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'Cute' Steak-Frites

'Cute' Steak-Frites

Filet mignon is the ideal bachelor/ette’s cut: a single nugget of tender beef with the most toothsome roast potatoes you will ever have. Medallion cuts ensure the greatest surface area resulting in the crispiest spud—but still thick enough, about half an inch, so that you’re not making chips. Parboiling before roasting gets rid of excess starch that would otherwise result in an overly grainy potato. The cooking medium can vary: olive oil for the health-conscious, butter for those who want a richer crunch, and for the devoted in search of lost time and religious experience, goose fat.

Frites:
1 large russet potato, cut into 1/2-inch medallions
2 tablespoons olive oil, butter, or goose fat
1/2 teaspoon salt
Freshly cracked black pepper
1/2 teaspoon dried rosemary, crushed in the palm of your hand
Pinch nutmeg, freshly grated, optional
1/2 teaspoon white truffle oil, optional

Steak:
1 filet mignon (1/4 pound)
1 tablespoon olive oil
1/2 teaspoon salt
Freshly cracked black pepper
1/2 teaspoon dried rosemary*
1/4 teaspoon dried chili flakes
1/4 teaspoon celery seed
Handful wild mushrooms, optional

Reduction:
1/4 cup ruby port
Dash Worcestershire sauce, optional
Dash balsamic vinegar, optional

Preheat the oven to 425 degrees F.

For the frites: Cut the potato into medallion coins and add to a pot of cold water; bring to a boil and drain. The residual heat should evaporate any excess water (give it a few seconds). Then, generously anoint with olive oil, butter, or goose fat and season with salt, pepper, rosemary, and nutmeg. Roast on the top rack of the oven for 1 hour, flipping the medallions midway. If desired, drizzle over some white truffle oil, tossing the potatoes around for even distribution.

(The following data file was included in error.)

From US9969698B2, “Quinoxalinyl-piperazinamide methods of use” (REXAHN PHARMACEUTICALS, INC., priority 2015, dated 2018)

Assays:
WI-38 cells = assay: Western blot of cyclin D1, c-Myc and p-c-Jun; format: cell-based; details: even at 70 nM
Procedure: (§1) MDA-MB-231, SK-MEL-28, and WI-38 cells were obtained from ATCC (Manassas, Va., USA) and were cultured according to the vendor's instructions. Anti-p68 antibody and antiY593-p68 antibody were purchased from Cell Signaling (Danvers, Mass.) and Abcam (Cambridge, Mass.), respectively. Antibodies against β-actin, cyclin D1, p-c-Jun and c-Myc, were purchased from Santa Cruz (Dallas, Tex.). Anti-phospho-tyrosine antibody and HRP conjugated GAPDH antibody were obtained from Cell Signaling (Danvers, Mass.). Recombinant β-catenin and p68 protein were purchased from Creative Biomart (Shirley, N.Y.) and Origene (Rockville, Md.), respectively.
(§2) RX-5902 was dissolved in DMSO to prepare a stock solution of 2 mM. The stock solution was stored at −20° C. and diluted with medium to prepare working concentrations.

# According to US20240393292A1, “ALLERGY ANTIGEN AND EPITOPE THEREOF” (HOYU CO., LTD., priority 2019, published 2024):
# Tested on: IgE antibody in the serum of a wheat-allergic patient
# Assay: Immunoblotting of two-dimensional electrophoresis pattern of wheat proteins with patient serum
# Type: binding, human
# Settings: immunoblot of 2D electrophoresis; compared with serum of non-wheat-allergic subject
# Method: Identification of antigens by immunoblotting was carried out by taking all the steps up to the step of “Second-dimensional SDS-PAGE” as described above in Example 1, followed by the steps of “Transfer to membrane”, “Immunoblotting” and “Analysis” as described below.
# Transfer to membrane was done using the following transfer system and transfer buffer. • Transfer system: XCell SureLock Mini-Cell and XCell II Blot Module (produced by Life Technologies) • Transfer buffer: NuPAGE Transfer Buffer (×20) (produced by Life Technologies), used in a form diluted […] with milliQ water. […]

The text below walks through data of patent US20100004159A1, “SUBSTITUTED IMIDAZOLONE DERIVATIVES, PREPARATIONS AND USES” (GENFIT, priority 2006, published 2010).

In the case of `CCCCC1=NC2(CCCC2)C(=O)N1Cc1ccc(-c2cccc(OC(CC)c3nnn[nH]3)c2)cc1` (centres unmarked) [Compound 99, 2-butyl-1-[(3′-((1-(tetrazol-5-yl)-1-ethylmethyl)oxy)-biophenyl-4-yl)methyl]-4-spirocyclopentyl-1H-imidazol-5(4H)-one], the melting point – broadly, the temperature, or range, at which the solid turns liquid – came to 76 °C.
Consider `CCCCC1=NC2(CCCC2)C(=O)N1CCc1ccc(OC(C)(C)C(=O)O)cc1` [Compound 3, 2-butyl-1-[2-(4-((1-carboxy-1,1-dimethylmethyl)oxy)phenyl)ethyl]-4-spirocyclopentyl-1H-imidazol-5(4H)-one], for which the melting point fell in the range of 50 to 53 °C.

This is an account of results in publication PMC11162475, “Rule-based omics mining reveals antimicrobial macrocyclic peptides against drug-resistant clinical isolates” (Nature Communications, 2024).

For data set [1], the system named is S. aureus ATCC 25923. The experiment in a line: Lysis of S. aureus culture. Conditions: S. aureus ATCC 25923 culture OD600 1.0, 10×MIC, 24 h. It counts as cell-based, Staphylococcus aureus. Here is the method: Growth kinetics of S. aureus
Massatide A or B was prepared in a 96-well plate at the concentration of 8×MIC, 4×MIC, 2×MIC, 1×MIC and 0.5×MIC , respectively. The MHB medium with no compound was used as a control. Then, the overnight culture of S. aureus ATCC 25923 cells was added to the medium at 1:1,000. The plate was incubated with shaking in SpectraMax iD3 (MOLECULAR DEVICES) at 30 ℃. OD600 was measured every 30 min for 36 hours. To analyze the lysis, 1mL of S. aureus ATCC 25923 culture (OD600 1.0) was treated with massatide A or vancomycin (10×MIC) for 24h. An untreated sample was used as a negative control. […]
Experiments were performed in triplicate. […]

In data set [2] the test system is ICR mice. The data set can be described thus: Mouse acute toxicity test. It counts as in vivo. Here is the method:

For the steak: Meanwhile, combine the olive oil, salt, pepper, rosemary, chili, and celery seed in a shallow dish and smear the filet mignon with the spiced ointment. Marinate for 10 minutes at room temperature. On medium-high heat, pan-sear the steak for 4 minutes on its first side, then 3 minutes on its second side; you should hear a hot sizzle all the way. Transfer to the bottom rack of the oven for 3–5 minutes depending on the thickness of your steak and desired doneness. This last step is the most important: let your meat rest for at least 5 minutes so the juices can redistribute.

For the reduction: While the steak is resting, deglaze the dirty pan with some port, scraping up all the good bits. Bubble away on high heat until the wine is reduced by about half. Add a dash or two of Worcestershire and balsamic (if you want) and taste for salt and pepper. Spoon this syrupy reduction over the filet (or sauce the plate first, then place the food around it—this maintains all the high-heat crusts you’ve achieved on both steak and frites).

The last accoutrement: crispy wild mushrooms (like oyster). These are optional, but their boskiness echoes the truffle oil in the potatoes and pairs well with the meaty steak. The trick is to preheat the pan to an almost scorching level, then quickly sauté the mushrooms in a touch of olive oil, salt, and pepper.

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